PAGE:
Archive for July 25th, 2013

Wildlife charity hopeful for turtle farm change

| 25/07/2013 | 28 Comments

(CNS): A spokesperson for the World Society for the Protection of Animals said it had a cordial and realistic meeting with the new government this week when two of its members came to discuss the issues regarding the increasingly controversial and costly turtle farm. Although the WSPA and the CIG remain divided on the substantive issue of breeding turtles for meat, Neil DaCruz said that both he and CEO Mike Baker enjoyed a more positive meeting with the new Cabinet, who listened to some of the proposals to address the myriad issues at the Farm. Although no agreements have been reached, the activists believe that the CIG is keen to make changes that would stop the facility draining $10 million from the public purse each year.

Numbers at the Cayman Turtle Farm are believed to have reached 9,000 animals but the facility it is still haemorrhaging cash. In the emergency interim budget passed in the LA last month following the election, the finance minister was forced to allocate CI$2.5 million to support the farm.

DaCruz said that the new minister for the environment, the director of the DoE, the environmental health minister, the minister for planning and the tourism minister met with him and Baker this week and were prepared to discuss some of the problems.

“We have opened a more positive channel of communication, and while we understand the fundamental issue of supplying the local population with meat is not going to be discussed at this stage, the new government listened and discussed some of the other issues, such as handling, husbandry, the numbers and the head start programme,” Da Cruz said.

The activist said that at this stage the WSPA understands that the need to breed meat for the local population was not something that they expected would be a matter for discussion. But, he said, government was willing to listen to ideas about reducing the numbers of turtles held at the facility and was open to consideration about the release programme and whether that was the best way to help with the conservation of wild turtles.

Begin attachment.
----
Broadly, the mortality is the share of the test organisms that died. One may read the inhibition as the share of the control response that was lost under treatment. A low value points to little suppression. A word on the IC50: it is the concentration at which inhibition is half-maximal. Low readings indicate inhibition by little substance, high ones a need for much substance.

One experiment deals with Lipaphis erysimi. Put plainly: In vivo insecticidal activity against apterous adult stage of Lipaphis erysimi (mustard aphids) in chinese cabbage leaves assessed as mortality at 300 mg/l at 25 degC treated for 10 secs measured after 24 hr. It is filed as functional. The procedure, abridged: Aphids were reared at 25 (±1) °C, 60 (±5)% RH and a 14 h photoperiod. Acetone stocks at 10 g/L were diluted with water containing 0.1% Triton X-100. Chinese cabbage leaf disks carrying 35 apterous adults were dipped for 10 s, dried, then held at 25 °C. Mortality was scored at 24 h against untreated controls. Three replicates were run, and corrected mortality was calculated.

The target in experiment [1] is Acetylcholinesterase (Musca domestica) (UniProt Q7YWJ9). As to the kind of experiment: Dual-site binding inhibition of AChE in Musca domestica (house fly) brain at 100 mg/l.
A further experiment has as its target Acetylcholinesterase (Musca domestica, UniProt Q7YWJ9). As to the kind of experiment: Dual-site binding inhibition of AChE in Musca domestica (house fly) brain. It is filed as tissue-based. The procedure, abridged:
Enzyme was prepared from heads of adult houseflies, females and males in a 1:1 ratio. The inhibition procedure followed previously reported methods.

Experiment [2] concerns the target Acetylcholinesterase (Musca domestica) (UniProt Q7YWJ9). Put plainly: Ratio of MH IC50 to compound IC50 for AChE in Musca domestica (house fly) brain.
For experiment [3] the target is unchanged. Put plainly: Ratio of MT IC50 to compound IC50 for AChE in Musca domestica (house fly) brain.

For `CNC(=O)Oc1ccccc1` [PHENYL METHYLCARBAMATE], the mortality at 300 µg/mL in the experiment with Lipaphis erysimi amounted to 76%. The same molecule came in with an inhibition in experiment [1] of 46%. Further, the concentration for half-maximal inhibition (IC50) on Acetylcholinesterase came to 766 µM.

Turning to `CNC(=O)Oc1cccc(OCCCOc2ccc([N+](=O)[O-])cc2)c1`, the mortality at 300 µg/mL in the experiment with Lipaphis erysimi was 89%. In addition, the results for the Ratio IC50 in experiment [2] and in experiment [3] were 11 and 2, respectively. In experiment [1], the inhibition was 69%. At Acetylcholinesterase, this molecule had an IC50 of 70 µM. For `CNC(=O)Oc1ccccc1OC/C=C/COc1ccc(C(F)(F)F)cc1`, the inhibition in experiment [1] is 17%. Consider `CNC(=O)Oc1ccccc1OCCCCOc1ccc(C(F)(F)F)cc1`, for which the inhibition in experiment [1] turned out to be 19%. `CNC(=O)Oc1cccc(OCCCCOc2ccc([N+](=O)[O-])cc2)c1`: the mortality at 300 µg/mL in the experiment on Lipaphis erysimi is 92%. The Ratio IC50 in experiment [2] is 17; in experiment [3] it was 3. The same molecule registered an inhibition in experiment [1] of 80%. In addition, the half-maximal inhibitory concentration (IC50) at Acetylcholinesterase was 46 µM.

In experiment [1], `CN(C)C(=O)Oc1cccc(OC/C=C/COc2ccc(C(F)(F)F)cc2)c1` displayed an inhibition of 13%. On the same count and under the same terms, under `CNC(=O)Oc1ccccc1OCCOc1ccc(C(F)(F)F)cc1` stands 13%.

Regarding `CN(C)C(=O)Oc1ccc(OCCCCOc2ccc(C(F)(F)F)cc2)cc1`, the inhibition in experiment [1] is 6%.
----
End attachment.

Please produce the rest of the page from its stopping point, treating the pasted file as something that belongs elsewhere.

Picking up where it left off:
The activists have proposed that the CIG examine the market for meat and separate the local demand from that of tourists, which is believed to be very small in comparison, and perhaps introduce a ban on the sale of meat to visitors.

Da Cruz said that for the first time the WSPA were not simply dismissed as agitators and that their concerns were listened to, especially as the government is also looking for a way to address the problems at the facility.

While changing the cultural position on allowing the local consumption of meat may be some time away, DaCruz and Baker are hopeful of improving current husbandry conditions, reducing the numbers at the farm and a review of the farm’s release programme, known as head starting, he said.

The WSPA published a damning report about conditions at the CTF last year, whichstirred up considerable controversy when documentary evidence of poor conditions at the facility were dismissed. The report also came in the wake of the loss of hundreds of turtles due to technical problems. Despite photographs showing evidence of cannibalism, disease, birth defects polluted water and overcrowded conditions, the CTF went on the defensive and attacked the activists rather than addressing the fundamental problems at the farm. Although the farm pressed its conservation credentials and undertook its own report, which led to some positive changes, many of the concerns raised by the WSPA remain.

Related article on CNS:

Report-slams-turtle-farm

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